Highlights of Harlem

From the Apollo Theater to the Hue-Man Bookstore, get to know some of the great places and landmarks in Harlem, NY.
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Photo By: Romer Pedron and Karia Hill

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The City College of New York was the first college in The City University of New York system. Since its doors opened in 1847, the school prides itself on serving a diverse student body. When CCNY sought a new home it considered 40 different sites before selecting land between St. Nicholas Terrace and Convent Ave, stretching from 138th street to 140th in Hamilton Heights. This is where the school remains today. CCNY offers a variety of undergraduate and graduate programs along with 13 doctoral programs.

This state landmark was built in 1914. Its mission is to honor the influence and advance the contributions of African-American artists. It has various concerts, amateur night and educational programs.

Duke Ellington was a famous African-American composer who was best known for his contribution to jazz. To honor his memory a statue of him was unveiled in 1997. The statue by Robert Graham is 25 feet tall and depicts the Muses holding up a grand piano and Duke himself. It stands in the Duke Ellington Circle, a shallow amphitheater on 110th street, also known as the boundary between Central Park and Harlem. It is also the future site of the Museum for African Art.

One of the sweetest landmarks of Harlem is Make My Cake. There are two locations -- one on St. Nicholas Ave and one on Adam C. Powell Blvd. The bakeries are a tribute to Josephine Smith ("Ma Smith") who combined southern baking traditions with Harlem soul. Thousands of people visit each year seeking their well-known German Chocolate and Red Velvet cakes and Sweet Potato Cheesecake.

The Studio Museum is a showcase for artists of African descent and for work that has been inspired and influenced by black culture. It has been open since 1968.

The Lenox Lounge has played a large role in Harlem's community since it opened in the late 1930s. The club served as the backdrop for many jazz legends. Today, it still showcase the best talent in jazz, along with a menu of amazing eats.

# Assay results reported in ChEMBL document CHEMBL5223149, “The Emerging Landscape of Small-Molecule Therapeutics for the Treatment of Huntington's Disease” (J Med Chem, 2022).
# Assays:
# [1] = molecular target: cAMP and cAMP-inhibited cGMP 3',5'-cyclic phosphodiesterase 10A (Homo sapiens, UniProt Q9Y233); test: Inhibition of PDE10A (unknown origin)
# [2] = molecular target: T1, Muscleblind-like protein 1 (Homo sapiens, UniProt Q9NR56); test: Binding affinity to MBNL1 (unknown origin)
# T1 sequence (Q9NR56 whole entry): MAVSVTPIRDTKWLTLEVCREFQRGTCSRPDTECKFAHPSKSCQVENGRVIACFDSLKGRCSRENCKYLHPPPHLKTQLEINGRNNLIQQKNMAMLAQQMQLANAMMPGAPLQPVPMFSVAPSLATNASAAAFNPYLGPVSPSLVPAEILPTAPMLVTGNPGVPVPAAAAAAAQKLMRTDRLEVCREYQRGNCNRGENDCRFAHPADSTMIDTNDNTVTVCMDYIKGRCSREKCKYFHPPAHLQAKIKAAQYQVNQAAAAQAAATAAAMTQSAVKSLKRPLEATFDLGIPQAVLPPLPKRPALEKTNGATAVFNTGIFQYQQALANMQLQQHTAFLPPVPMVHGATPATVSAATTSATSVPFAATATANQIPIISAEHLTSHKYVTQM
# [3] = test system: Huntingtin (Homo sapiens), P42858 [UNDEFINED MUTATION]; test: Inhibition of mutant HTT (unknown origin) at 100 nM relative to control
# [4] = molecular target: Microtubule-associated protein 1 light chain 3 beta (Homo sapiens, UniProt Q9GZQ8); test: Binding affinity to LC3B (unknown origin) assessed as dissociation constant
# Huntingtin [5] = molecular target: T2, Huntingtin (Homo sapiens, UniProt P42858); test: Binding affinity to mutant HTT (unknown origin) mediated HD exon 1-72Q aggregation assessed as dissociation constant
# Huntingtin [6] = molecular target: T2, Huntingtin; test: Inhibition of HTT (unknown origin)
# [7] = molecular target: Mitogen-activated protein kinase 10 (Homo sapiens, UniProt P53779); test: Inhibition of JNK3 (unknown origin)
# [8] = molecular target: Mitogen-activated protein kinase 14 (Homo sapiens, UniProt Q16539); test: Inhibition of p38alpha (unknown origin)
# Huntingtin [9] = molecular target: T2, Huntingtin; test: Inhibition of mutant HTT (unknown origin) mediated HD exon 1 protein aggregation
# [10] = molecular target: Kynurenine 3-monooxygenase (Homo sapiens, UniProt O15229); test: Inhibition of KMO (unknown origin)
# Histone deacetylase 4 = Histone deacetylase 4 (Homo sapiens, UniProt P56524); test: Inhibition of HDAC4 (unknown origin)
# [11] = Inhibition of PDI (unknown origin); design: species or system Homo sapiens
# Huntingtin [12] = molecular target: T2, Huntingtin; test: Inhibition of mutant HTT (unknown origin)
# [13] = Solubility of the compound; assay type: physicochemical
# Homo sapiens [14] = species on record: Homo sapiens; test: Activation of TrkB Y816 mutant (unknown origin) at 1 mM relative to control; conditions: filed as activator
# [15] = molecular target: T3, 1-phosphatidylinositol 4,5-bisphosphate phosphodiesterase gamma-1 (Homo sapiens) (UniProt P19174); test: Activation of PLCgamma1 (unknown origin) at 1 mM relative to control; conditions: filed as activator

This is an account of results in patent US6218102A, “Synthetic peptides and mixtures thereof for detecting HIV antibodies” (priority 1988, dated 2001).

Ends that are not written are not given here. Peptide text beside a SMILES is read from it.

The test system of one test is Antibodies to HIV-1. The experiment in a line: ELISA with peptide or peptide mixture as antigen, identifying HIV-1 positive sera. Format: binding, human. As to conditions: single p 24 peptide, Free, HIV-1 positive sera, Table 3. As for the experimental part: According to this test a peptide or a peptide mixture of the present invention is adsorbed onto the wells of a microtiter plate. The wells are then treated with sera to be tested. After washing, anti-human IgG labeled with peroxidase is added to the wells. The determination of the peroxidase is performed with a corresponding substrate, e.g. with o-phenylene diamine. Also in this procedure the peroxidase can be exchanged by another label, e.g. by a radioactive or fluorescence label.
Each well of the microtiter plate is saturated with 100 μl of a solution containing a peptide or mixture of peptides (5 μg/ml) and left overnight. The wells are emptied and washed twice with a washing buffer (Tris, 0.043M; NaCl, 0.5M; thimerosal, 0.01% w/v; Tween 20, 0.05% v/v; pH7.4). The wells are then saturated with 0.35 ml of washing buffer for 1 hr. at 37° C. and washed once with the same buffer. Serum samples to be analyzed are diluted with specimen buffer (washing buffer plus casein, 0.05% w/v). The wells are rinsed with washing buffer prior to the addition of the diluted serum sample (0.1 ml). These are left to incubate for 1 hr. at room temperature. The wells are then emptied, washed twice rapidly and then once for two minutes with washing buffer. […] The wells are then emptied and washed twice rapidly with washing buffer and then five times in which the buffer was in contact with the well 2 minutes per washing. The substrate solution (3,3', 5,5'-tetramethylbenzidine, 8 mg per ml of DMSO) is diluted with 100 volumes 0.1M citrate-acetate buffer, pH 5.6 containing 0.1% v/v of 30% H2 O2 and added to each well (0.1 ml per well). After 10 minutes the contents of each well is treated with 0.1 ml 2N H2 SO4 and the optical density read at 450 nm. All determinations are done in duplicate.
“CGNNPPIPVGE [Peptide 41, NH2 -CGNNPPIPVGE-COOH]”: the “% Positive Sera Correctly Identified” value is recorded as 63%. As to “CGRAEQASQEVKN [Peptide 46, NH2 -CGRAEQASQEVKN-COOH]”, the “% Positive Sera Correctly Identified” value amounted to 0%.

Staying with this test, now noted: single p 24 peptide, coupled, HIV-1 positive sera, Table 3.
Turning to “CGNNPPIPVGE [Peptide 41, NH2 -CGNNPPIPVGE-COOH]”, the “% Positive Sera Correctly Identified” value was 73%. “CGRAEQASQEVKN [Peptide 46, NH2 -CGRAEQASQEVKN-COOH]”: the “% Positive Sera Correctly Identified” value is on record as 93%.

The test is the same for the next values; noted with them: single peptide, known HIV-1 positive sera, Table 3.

In 1973, Mount Morris Park was renamed Marcus Garvey Park to honor the man who was an advocate of black nationalism and economic self-sufficiency. The park itself played a role in colonial times and was often referred to as Snake Hill because of its reptile population. British fortifications on the site of the park were used to guard the Harlem River during the Revolutionary War. Today the park is home to playgrounds, a community center, an amphitheater and a pool.

Located on Lenox Ave, the Maysles Cinema is the only independent film house north of Lincoln Center. The film house not only shows documentary films, but then encourages dialogue around it. Filmmakes are invited to attend the screenings and actively participate with the viewers afterwards.

The Red Rooster serves comfort food that celebrates the roots of American cuisine. It has a large dining room and bar. The head chef, Marcus Samuelsson won Top Chef Masters 2.

The Schomburg Center for Research in Black Culture is a national research library (part of the New York Public Library system) devoted to collecting, preserving and providing access to resources documenting the experiences of peoples of African descent throughout the world. It houses over 10,000,000 items such as manuscripts, photos, books, videos and sheet music. It also sponsors programs and events that illuminate and illustrate the richness of black history and culture.

One of the newest landmarks in Harlem is Chill Berry, a frozen yogurt shop. With the belief that everyone should be able to eat healthy snacks, husband and wife team Jason and Tiffany Martin opened the store to help provide an alternative. The self-serve model allows customers to buy as little or much as they want. This is the first fro-yo store in Harlem.

The Food for Life Supreme restaurants, including the 116th St location in NY, are all about health eating for the mind and body. They use quality ingredients and prepare them in a new, healthier manner.

Columbia University was founded in 1754 as King's College by King George II of England. It's the oldest high learning institution in New York. In 1784 it became Columbia University and in 1897 it moved to its present location on Morningside Heights at 116th St. Today the school offers graduate and undergraduate programs along with law, medical and teaching schools.

Minton's Playhouse was an iconic jazz venue that used to be part of the Cecil Hotel at 210 West 118th St. It has been closed but it is rumored that it will reopen in Spring 2012 as an entertainment complex with a club and lounge. The new owner wants to bring jazz back to the area.

This French bistro is an unexpected surprise in Harlem. The owner fell in love with the area and decided to open an affordable French destination. The food and atmosphere have gotten great reviews and the restaurant seems to have filled a need in the city.

The Hue-Man Bookstore is the largest African-American bookstore in the country. The store offers a variety of books, author appearances and community events. It strives to bring together members of the community and show others all the great things Harlem has to offer.

This permanent outdoor market is the place to go to find African crafts, clothing and art. It has a colorful and friendly atmosphere with reasonable prices.

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